Last edited by ooga-booga; 06-27-20 at 04:40 AM.
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Old 06-27-20, 03:12 PM
  #23  
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As a child: Best transportation to Cramer's lake to fish.
As an adult: I had to quit running because of injuries as I aged. Biking filled the aerobic fitness mechanism for me.
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Old 06-27-20, 04:24 PM
  #24  
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Rode all over the East side of Providence as a kid. I have memories of riding up College Hill, for folks who know the area. My Raleigh 3-speed was stolen when i was 15, so I stopped riding inthe expectation of preferring a car. 13 years later, living in Ann Arbor 5 miles away from my part of campus (Lane Hall), I found I could commute by bike in less time and for less money than I could drive, park, and walk to where I needed to be. I found I liked riding.

9 years later, I moved to the Chicago area and grooved on rounding some curves and finding the beautiful Bahai Temple in Wilmette, Sheridan Road, 'the ravines', the Harmon Hundred, etc. Also, every Sunday a group started a 35-50 mile ride from a block away from where I lived. I stopped riding when I left Chicago, rode again when I came back, stopped when I felt unstable on the bike.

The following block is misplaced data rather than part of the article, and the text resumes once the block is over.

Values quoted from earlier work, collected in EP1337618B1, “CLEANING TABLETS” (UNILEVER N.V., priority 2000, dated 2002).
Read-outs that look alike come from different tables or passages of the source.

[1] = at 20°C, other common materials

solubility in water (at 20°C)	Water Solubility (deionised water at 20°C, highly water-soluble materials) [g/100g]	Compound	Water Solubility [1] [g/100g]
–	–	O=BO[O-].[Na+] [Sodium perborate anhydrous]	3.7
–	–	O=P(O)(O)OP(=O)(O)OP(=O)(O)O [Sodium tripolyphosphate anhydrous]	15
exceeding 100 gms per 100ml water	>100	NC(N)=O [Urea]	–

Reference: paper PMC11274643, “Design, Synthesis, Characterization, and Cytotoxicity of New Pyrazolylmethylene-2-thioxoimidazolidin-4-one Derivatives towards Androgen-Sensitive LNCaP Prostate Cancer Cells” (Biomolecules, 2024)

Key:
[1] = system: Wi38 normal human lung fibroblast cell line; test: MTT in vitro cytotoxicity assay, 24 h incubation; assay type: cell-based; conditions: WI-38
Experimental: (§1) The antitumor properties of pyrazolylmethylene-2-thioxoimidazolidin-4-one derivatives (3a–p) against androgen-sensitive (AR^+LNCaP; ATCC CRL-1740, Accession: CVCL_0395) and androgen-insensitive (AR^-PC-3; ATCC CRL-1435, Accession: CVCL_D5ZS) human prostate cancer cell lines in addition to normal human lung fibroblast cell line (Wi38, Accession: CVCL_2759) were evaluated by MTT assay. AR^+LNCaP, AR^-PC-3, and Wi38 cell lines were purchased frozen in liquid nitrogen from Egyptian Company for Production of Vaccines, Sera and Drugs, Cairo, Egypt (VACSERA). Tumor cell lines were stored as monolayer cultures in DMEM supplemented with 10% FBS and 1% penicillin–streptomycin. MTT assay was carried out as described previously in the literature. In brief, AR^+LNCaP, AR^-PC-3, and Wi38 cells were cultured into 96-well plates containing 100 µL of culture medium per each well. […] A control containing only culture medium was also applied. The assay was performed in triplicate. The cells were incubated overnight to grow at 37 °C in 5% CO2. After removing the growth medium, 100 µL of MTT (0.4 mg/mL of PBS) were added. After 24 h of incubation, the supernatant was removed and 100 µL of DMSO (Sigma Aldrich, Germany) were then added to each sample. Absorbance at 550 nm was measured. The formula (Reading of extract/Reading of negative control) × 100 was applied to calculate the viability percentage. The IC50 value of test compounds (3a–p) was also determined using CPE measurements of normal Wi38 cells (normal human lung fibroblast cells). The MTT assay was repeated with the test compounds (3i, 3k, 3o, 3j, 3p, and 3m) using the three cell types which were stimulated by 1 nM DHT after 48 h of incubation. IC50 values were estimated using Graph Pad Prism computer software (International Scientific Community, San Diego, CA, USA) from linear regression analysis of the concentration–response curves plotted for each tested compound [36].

Then, 7/5/13, I was watching the Tour on TV and thought, 'Gee, I used to like riding. Why did I quit? Oh, yeah, instability ... that was right after I put a different saddle on ... maybe if I lower the seat a bit, I won't be unstable....' I lowered the seat, got my stability back and have ridden every Spring Summer, and Fall since then. I even resurrected my Racer Mate II for winter conditioning.

Last edited by philbob57; 06-27-20 at 04:48 PM.
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Old 06-27-20, 04:51 PM
  #25  
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At 50 y/o my gf told me I looked pregnant when I had my hands on my hips. I was ashamed partly because she is slim and athletic and I once was in good shape. I bought a MTB and just started riding local MUPS. In time I graduated to riding in the hills and started to love riding. Now I ride about three time per week and regret not riding sooner.